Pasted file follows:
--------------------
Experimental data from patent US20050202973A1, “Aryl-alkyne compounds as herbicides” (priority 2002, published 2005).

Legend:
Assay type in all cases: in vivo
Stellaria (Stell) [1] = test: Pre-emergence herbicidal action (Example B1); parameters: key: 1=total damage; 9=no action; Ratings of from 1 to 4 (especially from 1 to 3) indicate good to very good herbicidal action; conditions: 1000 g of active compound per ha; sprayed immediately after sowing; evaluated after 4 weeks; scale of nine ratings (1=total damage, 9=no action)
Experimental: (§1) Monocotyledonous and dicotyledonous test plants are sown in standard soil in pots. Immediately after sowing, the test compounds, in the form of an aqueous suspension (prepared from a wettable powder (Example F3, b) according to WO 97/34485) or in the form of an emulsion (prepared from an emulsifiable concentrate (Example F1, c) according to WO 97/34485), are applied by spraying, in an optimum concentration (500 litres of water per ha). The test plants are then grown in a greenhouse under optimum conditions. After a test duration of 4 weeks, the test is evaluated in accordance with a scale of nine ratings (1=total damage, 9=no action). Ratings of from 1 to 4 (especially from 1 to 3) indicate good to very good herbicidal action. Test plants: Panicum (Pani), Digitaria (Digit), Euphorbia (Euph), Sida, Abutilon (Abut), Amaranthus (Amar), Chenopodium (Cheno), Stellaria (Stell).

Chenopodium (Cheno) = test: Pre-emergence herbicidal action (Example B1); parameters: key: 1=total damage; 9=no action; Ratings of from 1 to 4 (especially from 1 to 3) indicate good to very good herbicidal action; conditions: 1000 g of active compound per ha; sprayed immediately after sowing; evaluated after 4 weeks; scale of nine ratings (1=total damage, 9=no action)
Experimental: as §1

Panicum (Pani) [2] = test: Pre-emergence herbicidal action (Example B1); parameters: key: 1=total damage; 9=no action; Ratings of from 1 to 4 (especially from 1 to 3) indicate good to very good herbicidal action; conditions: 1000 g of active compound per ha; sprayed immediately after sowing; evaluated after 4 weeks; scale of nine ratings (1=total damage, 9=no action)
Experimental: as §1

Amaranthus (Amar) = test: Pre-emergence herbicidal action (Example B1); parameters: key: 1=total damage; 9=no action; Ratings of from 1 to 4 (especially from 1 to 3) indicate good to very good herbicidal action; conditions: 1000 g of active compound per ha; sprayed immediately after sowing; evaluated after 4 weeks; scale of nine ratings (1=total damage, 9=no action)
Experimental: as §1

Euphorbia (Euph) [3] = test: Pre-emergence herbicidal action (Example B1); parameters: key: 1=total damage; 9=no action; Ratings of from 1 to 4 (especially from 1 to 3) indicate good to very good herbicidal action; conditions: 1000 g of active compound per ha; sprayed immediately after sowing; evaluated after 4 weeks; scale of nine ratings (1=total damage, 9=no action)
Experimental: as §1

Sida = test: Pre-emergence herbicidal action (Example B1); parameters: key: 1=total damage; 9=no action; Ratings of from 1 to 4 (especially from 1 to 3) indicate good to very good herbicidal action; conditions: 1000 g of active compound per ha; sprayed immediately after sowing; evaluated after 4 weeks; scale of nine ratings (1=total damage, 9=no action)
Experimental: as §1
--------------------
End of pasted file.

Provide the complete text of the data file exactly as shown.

Experimental data from patent US20050202973A1, “Aryl-alkyne compounds as herbicides” (priority 2002, published 2005).

Legend:
Assay type in all cases: in vivo
Stellaria (Stell) [1] = test: Pre-emergence herbicidal action (Example B1); parameters: key: 1=total damage; 9=no action; Ratings of from 1 to 4 (especially from 1 to 3) indicate good to very good herbicidal action; conditions: 1000 g of active compound per ha; sprayed immediately after sowing; evaluated after 4 weeks; scale of nine ratings (1=total damage, 9=no action)
Experimental: (§1) Monocotyledonous and dicotyledonous test plants are sown in standard soil in pots. Immediately after sowing, the test compounds, in the form of an aqueous suspension (prepared from a wettable powder (Example F3, b) according to WO 97/34485) or in the form of an emulsion (prepared from an emulsifiable concentrate (Example F1, c) according to WO 97/34485), are applied by spraying, in an optimum concentration (500 litres of water per ha). The test plants are then grown in a greenhouse under optimum conditions. After a test duration of 4 weeks, the test is evaluated in accordance with a scale of nine ratings (1=total damage, 9=no action). Ratings of from 1 to 4 (especially from 1 to 3) indicate good to very good herbicidal action. Test plants: Panicum (Pani), Digitaria (Digit), Euphorbia (Euph), Sida, Abutilon (Abut), Amaranthus (Amar), Chenopodium (Cheno), Stellaria (Stell).

Chenopodium (Cheno) = test: Pre-emergence herbicidal action (Example B1); parameters: key: 1=total damage; 9=no action; Ratings of from 1 to 4 (especially from 1 to 3) indicate good to very good herbicidal action; conditions: 1000 g of active compound per ha; sprayed immediately after sowing; evaluated after 4 weeks; scale of nine ratings (1=total damage, 9=no action)
Experimental: as §1

Panicum (Pani) [2] = test: Pre-emergence herbicidal action (Example B1); parameters: key: 1=total damage; 9=no action; Ratings of from 1 to 4 (especially from 1 to 3) indicate good to very good herbicidal action; conditions: 1000 g of active compound per ha; sprayed immediately after sowing; evaluated after 4 weeks; scale of nine ratings (1=total damage, 9=no action)
Experimental: as §1

Amaranthus (Amar) = test: Pre-emergence herbicidal action (Example B1); parameters: key: 1=total damage; 9=no action; Ratings of from 1 to 4 (especially from 1 to 3) indicate good to very good herbicidal action; conditions: 1000 g of active compound per ha; sprayed immediately after sowing; evaluated after 4 weeks; scale of nine ratings (1=total damage, 9=no action)
Experimental: as §1

Euphorbia (Euph) [3] = test: Pre-emergence herbicidal action (Example B1); parameters: key: 1=total damage; 9=no action; Ratings of from 1 to 4 (especially from 1 to 3) indicate good to very good herbicidal action; conditions: 1000 g of active compound per ha; sprayed immediately after sowing; evaluated after 4 weeks; scale of nine ratings (1=total damage, 9=no action)
Experimental: as §1

Sida = test: Pre-emergence herbicidal action (Example B1); parameters: key: 1=total damage; 9=no action; Ratings of from 1 to 4 (especially from 1 to 3) indicate good to very good herbicidal action; conditions: 1000 g of active compound per ha; sprayed immediately after sowing; evaluated after 4 weeks; scale of nine ratings (1=total damage, 9=no action)
Experimental: as §1